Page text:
If a decision-maker is considering two, three or more vendors for a project, how does he decide which one is the best choice? The easy — and generally wrong — answer is “lowest price.”
Granted, if it is a simple product, low price indeed may be the deciding factor. However, most businesses are built around providing services as well as products, and this is where multiple decision factors come into play.
Essentially, decisions are made by people when they determine the best match has been made for their needs, within their budget. The challenge for most business-people is to first understand, and second, clearly state what makes their service/product the best match for that prospect.
This is a huge challenge, and most businesspeople fail miserably because they feel compelled to market one-size-fits-all benefit message to prospects. This is a strategy for failure, because every prospect wants to think that s/he is unique or has a special need that only a special vendor can satisfy.
In the book Differentiate or Die, author Jack Trout talks about the critical differentiators that will help a company survive in this era of killer competition. He explains the concept of “unique selling proposition,” also called “value-add” or differentiators.
In the federal and private sector marketplaces, the companies that can clearly identify and tailor specific marketing messages to meet the needs of individual prospects will see greater sales and rapidly rising revenues — even in the face of tough competition.
Well-defined differentiators distill the “what makes you different” into well-worded, concise statements that match the needs of the prospect. One of the simplest differentiators (and the most often ignored) is geographic location. This is important, because most people prefer to do business with someone who is convenient to their location. If your office is located within a 10- (or 30- or 60-) mile radius, state as such. Decision-makers like knowing a vendor can respond quickly, and if the competition is from a different state or region, you can make the short list on that qualifier alone.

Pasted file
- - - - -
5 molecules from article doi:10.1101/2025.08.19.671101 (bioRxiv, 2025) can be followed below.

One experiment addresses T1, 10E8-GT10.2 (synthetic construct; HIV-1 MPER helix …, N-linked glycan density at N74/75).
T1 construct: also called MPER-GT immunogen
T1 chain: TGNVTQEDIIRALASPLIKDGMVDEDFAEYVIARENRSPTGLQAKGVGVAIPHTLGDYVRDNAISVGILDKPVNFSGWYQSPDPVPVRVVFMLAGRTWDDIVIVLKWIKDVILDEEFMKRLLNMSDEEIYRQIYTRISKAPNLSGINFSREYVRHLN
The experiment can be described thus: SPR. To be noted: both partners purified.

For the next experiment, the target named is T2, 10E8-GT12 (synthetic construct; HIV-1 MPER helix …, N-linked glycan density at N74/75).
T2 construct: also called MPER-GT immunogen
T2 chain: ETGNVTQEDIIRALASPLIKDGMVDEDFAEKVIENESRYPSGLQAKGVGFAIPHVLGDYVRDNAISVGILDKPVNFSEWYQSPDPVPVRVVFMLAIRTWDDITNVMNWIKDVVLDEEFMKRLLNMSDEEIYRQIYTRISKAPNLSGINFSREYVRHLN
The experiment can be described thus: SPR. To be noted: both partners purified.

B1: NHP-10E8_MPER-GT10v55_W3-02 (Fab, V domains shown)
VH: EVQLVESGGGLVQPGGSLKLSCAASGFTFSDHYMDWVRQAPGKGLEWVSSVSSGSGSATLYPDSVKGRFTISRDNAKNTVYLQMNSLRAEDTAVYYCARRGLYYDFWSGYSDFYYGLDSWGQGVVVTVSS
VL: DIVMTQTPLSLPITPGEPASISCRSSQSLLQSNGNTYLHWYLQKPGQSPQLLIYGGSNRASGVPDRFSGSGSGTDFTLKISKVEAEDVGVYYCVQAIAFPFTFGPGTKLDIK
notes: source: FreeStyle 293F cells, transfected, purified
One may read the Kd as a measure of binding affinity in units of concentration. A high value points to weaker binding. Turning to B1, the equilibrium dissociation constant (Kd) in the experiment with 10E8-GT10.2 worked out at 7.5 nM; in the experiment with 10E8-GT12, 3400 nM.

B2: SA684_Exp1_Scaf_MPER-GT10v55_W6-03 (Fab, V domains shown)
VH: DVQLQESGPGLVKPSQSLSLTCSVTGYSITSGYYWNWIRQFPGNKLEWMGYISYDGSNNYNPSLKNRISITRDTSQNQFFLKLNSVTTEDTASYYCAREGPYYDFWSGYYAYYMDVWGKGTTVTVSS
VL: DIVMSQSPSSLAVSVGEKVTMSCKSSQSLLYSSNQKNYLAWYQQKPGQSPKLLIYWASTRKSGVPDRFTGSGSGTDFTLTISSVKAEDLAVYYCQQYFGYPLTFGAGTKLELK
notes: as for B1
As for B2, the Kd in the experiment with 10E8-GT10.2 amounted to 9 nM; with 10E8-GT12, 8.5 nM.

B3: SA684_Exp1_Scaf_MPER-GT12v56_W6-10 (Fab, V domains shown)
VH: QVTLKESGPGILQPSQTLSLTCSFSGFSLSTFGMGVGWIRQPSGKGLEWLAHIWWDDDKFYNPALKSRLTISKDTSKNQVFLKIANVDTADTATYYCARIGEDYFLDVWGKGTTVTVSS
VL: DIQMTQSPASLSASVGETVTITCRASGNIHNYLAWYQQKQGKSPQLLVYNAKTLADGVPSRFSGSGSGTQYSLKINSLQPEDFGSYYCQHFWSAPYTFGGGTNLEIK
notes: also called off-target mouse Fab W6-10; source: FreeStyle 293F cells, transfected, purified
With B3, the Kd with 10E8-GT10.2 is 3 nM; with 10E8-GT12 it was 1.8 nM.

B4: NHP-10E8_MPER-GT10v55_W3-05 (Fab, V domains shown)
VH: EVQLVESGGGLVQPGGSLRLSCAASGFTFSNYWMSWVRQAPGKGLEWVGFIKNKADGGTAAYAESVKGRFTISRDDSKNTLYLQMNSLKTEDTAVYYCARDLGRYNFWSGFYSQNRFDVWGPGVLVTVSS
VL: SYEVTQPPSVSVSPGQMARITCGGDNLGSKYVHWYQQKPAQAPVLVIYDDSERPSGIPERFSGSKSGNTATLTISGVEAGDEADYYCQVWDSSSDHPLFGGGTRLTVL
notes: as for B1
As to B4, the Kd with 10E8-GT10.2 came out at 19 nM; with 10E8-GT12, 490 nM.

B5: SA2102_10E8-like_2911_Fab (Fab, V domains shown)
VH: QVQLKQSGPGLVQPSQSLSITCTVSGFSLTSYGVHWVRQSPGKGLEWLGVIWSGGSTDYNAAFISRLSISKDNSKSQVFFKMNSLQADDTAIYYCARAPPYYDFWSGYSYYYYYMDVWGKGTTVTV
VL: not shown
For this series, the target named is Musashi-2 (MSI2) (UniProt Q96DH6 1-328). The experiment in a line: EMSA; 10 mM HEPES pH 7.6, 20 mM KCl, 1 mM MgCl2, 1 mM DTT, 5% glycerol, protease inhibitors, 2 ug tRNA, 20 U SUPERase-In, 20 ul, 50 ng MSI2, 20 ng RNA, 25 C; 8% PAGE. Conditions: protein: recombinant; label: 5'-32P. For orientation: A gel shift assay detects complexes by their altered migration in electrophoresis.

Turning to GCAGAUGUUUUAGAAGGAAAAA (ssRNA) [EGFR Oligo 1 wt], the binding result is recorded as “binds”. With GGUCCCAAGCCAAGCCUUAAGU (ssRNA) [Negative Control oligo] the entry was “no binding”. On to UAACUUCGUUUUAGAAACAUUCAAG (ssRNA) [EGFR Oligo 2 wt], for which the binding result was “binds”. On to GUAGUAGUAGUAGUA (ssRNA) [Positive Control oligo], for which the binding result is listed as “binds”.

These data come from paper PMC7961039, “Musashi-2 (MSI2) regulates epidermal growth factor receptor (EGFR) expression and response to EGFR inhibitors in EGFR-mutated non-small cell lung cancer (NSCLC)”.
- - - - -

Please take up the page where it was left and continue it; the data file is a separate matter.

Other differentiators may include professional training or certifications, quality assurance standards, patents and trademarks, outstanding service records, impressive project metrics, bonding levels, past projects and awards. Identify specific criteria that match the needs of a prospect to see win ratios dramatically improve.
Read the list below for local firms and their recent federal contracts. If you are not ready to pursue contracts as a prime contractor, consider contacting them for possible subcontract opportunities on these and other contracts.
• A2Z Environmental Group, Baltimore, won a $33,000 contract from the United States Coast Guard for grit removal in the Coast Guard Yard. www.a2zgroup.com/contact.html
• AAI Corp., Hunt Valley, won a $600 million contract from U.S. Special Operations Command Headquarters Procurement Division to provide intelligence, surveillance and reconnaissance service in support of U.S. Special Operations Command with the Mid-Endurance Unmanned Aircraft System II. www.aaicorp.com/contact_us/suppliers.html
• Capitol Carbonic Corp., Baltimore, won a $55,200 contract from the National Institute of Standards and Technology for solid carbon dioxide (dry ice). http://capitolcarboniccorp.com/index.cfm?page=contact
• Crockett Facilities Services, Bowie, won a $1,725,240 contract from the General Services Administration for operation and mechanical maintenance at the Prettyman Courthouse and Annex. www.crockett-facilities.com/contact-us.php
• DSM Properties, Columbia, won a $13,440 contract from the United States Coast Guard for pipe covering services.www.dsm.com/en_US/cworld/public/home/pages/contact_general.jsp
• Honeywell Technology Solutions, Columbia, won a $28,979,511 contract from the Specialty Center Acquisition to provide Anti-Terrorism Force Protection (ATFP) ashore global sustainment, including all system-related hardware and software. Services to be provided include corrective and preventative maintenance of the equipment/systems, and the response and resolution of service calls. http://honeywell.com/Pages/contact-us-v1.aspx
• Lawrence Street Industry, Hyattsville, won a $1,557,711 contract from the United States Department of State for trash and debris removal. www.lsindustry.com
• URS Federal, Germantown (with Raytheon, Dulles, Va.; Northrop Grumman, Herndon, Va.; and five other firms) won a $97,361,843 contract from the Fleet Logistics Center for education training products and services for the Naval Education Training Command.www.urscorp.com/About_URS/index.php?s=16
Gloria Berthold Larkin is president of TargetGov in Elkridge. Visit www.targetgov.com or call toll-free 1-866-579-1346 for more information.